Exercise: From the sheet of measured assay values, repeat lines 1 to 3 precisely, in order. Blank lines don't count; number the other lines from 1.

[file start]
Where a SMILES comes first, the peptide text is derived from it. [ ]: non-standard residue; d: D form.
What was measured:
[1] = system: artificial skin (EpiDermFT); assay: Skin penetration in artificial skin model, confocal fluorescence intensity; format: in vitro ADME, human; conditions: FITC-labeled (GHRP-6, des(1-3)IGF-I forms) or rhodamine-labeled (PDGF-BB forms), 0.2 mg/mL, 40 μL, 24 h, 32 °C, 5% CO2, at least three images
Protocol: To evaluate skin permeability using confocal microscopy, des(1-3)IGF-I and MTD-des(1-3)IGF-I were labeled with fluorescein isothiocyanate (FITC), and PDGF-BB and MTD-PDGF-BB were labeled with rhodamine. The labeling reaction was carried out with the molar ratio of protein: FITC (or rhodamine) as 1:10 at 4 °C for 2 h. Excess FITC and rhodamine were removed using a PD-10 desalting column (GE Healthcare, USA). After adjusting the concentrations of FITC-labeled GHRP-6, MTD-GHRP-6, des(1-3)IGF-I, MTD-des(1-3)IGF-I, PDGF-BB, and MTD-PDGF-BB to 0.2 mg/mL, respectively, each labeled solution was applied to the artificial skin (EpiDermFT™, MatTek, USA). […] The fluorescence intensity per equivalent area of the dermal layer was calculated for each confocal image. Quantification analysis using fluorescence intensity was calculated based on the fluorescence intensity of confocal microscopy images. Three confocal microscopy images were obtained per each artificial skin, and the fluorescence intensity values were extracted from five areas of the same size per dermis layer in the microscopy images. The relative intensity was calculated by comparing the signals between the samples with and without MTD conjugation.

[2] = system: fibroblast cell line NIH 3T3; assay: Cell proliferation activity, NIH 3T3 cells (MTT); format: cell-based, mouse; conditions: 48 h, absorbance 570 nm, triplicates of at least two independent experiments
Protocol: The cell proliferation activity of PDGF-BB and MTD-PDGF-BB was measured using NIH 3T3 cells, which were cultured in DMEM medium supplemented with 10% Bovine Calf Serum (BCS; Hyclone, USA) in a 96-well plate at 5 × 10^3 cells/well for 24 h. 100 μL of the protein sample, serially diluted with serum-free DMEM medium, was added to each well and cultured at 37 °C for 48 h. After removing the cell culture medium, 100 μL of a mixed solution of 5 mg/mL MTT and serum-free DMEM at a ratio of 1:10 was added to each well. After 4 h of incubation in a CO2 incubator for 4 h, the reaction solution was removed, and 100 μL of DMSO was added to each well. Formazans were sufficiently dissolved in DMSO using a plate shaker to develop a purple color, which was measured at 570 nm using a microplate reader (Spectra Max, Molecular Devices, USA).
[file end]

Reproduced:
Where a SMILES comes first, the peptide text is derived from it. [ ]: non-standard residue; d: D form.
What was measured:
[1] = system: artificial skin (EpiDermFT); assay: Skin penetration in artificial skin model, confocal fluorescence intensity; format: in vitro ADME, human; conditions: FITC-labeled (GHRP-6, des(1-3)IGF-I forms) or rhodamine-labeled (PDGF-BB forms), 0.2 mg/mL, 40 μL, 24 h, 32 °C, 5% CO2, at least three images